“This cash payment [for the Arsenal shares] was funded by a 2007 dividend that Mr Moshiri received from an investment company which was 100% beneficially owned by Mr Moshiri. All of this is meticulously laid out in contractual agreements between the two parties.

“It is clear that Mr Moshiri's participation in Red and White originated from his own funds and that Mr Moshiri is a person of very significant independent wealth, and this was already true in 2007.”

MacIntyre collared Moshiri outside Goodison Park after the recent match between Arsenal and Everton, asking him if Mr Usmanov was the real owner of Everton. Moshiri rejected the notion, insisting that even if the money he had used was a gift, it would still have been his money, not a loan.

“Are you crazy?” Moshiri asked. “Have you seen a psychiatrist [recently]?

“It wasn't a gift [from Usmanov]. Where do you get this idea? It's untrue; it's not a gift.”

MacIntyre persisted: “Say Mr Usmanov gifted you the money which you then invested in Arsenal… You then sell your shares in Arsenal…”

“A gift makes it yours, right” Moshiri replied. “If it is a loan, you owe the money back to him. If it is a gift, it's yours.”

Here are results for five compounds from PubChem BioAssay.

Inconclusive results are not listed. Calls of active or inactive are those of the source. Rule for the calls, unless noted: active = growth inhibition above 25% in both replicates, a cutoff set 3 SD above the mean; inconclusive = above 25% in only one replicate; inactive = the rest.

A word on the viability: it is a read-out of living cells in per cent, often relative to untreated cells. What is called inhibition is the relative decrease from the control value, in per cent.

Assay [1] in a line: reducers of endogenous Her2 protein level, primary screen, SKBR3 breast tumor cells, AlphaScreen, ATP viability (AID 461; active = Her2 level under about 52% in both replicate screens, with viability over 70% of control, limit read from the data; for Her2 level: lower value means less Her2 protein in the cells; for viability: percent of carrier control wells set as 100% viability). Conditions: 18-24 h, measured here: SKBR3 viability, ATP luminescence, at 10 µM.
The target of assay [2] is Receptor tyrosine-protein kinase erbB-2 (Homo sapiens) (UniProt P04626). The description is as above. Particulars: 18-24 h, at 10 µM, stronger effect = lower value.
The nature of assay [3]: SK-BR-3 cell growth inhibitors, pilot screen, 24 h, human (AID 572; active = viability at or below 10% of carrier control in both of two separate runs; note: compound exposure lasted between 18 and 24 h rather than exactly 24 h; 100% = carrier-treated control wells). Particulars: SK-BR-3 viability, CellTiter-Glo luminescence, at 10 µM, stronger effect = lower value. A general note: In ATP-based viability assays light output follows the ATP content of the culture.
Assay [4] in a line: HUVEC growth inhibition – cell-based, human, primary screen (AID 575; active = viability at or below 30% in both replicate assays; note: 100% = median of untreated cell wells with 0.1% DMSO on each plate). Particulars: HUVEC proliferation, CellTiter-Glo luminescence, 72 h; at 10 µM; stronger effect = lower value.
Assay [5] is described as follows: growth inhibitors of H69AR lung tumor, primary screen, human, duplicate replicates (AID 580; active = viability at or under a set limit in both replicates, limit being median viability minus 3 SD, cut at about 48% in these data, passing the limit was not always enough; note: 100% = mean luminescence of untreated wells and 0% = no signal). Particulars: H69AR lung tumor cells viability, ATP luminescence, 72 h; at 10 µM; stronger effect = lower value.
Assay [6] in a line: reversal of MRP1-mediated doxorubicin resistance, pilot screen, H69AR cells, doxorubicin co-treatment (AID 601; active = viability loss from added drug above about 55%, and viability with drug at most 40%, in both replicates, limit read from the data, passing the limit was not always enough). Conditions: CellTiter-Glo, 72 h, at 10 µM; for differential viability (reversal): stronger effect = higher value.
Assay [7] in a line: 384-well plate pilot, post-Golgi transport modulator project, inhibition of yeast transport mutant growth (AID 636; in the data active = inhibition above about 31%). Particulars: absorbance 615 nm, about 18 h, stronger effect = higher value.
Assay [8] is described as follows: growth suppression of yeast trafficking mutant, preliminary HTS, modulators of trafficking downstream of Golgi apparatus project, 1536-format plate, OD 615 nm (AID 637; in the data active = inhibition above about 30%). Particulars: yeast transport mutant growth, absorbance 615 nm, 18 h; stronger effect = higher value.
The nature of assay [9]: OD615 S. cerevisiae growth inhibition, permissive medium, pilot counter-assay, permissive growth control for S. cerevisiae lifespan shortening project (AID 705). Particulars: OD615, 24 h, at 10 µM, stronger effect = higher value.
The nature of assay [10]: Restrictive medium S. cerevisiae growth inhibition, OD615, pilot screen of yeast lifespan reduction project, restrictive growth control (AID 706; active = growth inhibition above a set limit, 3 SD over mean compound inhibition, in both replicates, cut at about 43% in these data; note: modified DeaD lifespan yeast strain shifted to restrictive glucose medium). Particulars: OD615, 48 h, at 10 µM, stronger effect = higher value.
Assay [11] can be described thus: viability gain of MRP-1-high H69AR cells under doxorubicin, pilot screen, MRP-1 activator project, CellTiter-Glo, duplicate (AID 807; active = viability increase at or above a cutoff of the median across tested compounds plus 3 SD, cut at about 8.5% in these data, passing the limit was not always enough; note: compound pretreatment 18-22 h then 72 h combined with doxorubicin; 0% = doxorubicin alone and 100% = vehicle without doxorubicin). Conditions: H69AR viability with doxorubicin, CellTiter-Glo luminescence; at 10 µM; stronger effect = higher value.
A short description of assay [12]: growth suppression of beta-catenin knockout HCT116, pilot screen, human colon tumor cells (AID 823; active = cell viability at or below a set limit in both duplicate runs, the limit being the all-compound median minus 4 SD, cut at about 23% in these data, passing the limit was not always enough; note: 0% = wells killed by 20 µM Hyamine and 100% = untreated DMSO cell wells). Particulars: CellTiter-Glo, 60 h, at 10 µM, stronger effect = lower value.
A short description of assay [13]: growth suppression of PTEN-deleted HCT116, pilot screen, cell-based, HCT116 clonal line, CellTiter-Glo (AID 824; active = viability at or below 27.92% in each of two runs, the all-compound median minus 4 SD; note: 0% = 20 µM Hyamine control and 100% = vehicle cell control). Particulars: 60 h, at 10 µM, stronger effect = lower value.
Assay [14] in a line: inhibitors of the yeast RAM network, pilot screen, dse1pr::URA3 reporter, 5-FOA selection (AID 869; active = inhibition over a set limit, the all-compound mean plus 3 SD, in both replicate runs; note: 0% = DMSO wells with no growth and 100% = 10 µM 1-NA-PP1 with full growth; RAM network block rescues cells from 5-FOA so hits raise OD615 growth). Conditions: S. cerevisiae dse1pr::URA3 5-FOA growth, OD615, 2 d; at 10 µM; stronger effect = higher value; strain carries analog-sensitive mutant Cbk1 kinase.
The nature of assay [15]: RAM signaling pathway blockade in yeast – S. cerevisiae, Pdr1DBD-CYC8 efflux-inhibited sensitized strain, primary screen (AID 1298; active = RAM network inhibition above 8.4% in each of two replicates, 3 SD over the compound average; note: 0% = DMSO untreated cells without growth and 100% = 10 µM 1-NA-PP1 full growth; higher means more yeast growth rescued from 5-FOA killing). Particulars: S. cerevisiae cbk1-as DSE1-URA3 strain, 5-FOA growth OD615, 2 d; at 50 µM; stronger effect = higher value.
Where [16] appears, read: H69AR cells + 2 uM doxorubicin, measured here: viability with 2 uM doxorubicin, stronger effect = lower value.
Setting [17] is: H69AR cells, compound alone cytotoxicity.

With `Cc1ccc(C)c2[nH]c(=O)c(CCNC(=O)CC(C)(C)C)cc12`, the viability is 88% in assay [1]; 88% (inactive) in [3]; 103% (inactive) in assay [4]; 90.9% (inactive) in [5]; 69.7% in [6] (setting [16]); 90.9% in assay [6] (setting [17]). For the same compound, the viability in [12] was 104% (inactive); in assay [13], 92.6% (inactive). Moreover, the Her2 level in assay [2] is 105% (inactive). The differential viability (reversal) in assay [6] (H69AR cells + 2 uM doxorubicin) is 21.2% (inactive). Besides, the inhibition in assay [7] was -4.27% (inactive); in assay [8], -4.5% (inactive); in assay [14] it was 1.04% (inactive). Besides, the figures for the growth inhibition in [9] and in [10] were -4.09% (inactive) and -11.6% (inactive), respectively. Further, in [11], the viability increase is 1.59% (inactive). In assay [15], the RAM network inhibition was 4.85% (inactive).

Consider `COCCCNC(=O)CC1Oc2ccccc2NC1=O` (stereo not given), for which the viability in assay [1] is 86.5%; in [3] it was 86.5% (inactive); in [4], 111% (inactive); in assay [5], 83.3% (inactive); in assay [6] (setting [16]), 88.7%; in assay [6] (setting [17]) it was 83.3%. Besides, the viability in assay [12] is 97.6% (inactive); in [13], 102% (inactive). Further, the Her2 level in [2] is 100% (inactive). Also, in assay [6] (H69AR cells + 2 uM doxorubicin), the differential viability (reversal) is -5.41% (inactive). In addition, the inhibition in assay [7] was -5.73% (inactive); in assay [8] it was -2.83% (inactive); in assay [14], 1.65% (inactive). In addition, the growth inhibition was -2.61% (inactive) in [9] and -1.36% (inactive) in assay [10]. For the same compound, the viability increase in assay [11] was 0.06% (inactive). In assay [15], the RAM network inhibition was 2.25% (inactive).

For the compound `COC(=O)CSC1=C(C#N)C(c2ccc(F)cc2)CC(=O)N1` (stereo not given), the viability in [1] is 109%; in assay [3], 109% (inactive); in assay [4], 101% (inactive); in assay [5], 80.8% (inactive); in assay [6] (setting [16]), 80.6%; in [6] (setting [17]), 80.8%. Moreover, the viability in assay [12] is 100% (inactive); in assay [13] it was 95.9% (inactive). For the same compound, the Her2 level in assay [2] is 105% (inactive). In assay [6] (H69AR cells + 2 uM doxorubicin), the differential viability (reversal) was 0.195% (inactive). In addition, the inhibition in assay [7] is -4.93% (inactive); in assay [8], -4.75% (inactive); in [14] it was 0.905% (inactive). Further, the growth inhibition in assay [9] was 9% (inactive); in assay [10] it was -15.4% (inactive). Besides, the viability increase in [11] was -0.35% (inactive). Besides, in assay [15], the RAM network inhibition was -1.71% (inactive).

Asked which it was in this instance, Moshiri said: “Neither of them, because I paid for it.

“The [Premier League] have all the information. Instead of asking me, why don't you ask them. They have every piece of information.”

If Panorama did ask the Premier League for their side of the story, however, they did not include it in the documentary. Moshiri and his lawyers, meanwhile, later told the programme that any documents saying that the monies he received from Usmanov were a gift were a mistake.

Lawyers for Usmanov told the BBC that there were "errors of fact and interpretation" in the Panorama allegations:

"Our client is not obliged at all to assist you in your enquiries. It is not for him to do your journalists' research which on its face appears to be biased."